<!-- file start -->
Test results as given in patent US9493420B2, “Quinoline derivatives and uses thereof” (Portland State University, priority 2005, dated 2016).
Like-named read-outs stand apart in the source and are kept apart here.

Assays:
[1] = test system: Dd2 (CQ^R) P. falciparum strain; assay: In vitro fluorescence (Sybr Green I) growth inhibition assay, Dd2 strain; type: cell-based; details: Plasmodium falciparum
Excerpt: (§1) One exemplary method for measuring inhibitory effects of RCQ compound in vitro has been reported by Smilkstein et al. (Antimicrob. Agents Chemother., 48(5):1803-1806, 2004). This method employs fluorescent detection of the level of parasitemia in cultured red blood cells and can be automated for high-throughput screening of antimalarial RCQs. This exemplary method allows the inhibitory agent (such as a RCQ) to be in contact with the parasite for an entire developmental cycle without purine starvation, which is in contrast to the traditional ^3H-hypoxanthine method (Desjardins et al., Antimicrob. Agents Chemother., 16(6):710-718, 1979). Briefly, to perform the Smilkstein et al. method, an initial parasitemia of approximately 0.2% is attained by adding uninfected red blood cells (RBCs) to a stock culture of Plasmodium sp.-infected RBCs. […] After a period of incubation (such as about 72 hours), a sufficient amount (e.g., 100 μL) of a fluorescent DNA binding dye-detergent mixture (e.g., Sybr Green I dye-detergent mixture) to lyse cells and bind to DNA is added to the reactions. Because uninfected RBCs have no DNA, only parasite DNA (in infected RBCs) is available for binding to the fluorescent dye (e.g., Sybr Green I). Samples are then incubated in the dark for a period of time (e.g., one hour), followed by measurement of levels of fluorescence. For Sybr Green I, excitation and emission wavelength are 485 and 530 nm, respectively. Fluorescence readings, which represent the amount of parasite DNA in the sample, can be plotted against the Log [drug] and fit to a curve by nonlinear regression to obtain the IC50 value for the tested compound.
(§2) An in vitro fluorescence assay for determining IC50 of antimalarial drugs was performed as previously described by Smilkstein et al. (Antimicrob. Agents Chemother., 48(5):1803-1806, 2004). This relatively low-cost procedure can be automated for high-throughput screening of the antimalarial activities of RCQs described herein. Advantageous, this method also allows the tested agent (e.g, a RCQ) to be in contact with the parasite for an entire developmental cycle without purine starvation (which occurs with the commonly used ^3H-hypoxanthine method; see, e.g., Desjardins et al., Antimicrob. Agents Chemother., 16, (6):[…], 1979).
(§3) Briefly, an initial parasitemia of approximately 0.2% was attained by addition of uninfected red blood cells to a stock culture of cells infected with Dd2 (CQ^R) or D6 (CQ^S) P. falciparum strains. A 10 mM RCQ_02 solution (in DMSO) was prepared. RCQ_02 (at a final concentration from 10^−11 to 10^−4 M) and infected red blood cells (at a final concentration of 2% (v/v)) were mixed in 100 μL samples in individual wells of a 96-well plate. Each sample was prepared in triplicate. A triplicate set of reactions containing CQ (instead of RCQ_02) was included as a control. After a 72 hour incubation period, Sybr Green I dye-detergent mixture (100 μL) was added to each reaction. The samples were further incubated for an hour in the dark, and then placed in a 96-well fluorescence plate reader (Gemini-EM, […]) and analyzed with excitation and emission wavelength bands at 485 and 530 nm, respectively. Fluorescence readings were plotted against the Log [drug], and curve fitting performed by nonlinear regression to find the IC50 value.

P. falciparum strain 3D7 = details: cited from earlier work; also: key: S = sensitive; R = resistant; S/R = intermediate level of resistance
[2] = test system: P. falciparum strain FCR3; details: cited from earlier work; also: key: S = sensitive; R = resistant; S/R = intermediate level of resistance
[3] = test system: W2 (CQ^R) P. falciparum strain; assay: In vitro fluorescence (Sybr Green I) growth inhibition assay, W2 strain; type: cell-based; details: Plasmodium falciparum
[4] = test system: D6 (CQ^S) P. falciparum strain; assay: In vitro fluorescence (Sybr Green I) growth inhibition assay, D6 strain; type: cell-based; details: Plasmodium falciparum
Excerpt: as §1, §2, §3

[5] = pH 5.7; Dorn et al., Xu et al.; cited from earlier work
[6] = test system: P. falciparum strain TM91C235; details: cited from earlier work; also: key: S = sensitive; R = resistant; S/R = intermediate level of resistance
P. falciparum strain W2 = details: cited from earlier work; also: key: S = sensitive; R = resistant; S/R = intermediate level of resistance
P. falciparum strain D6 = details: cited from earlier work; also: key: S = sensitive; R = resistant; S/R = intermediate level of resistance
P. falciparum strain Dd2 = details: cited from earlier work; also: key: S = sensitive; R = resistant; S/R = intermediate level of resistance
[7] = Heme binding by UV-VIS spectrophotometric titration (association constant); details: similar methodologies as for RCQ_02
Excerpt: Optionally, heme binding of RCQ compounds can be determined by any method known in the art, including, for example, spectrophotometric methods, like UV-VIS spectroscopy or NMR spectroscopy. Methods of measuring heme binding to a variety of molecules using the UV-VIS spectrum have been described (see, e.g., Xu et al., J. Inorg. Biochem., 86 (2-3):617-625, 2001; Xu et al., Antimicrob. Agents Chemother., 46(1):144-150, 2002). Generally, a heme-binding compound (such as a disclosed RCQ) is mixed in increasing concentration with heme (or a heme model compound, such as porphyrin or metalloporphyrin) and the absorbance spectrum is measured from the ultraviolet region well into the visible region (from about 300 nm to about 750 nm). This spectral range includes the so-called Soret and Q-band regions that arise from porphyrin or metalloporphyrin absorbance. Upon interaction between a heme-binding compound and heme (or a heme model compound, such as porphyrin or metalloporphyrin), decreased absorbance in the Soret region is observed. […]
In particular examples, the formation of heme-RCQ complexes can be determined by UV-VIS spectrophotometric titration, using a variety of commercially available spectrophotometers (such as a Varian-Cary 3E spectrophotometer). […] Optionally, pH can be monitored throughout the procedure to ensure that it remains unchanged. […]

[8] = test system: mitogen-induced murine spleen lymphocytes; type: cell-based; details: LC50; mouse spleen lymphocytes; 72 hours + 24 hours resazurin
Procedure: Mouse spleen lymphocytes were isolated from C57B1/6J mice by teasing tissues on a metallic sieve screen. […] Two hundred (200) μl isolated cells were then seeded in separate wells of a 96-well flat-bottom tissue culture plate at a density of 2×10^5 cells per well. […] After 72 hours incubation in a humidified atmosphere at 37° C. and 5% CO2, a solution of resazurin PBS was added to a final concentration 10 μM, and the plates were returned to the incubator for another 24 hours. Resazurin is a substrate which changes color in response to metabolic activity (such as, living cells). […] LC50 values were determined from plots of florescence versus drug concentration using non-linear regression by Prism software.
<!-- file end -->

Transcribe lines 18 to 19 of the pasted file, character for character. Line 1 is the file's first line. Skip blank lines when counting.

[7] = Heme binding by UV-VIS spectrophotometric titration (association constant); details: similar methodologies as for RCQ_02
Excerpt: Optionally, heme binding of RCQ compounds can be determined by any method known in the art, including, for example, spectrophotometric methods, like UV-VIS spectroscopy or NMR spectroscopy. Methods of measuring heme binding to a variety of molecules using the UV-VIS spectrum have been described (see, e.g., Xu et al., J. Inorg. Biochem., 86 (2-3):617-625, 2001; Xu et al., Antimicrob. Agents Chemother., 46(1):144-150, 2002). Generally, a heme-binding compound (such as a disclosed RCQ) is mixed in increasing concentration with heme (or a heme model compound, such as porphyrin or metalloporphyrin) and the absorbance spectrum is measured from the ultraviolet region well into the visible region (from about 300 nm to about 750 nm). This spectral range includes the so-called Soret and Q-band regions that arise from porphyrin or metalloporphyrin absorbance. Upon interaction between a heme-binding compound and heme (or a heme model compound, such as porphyrin or metalloporphyrin), decreased absorbance in the Soret region is observed. […]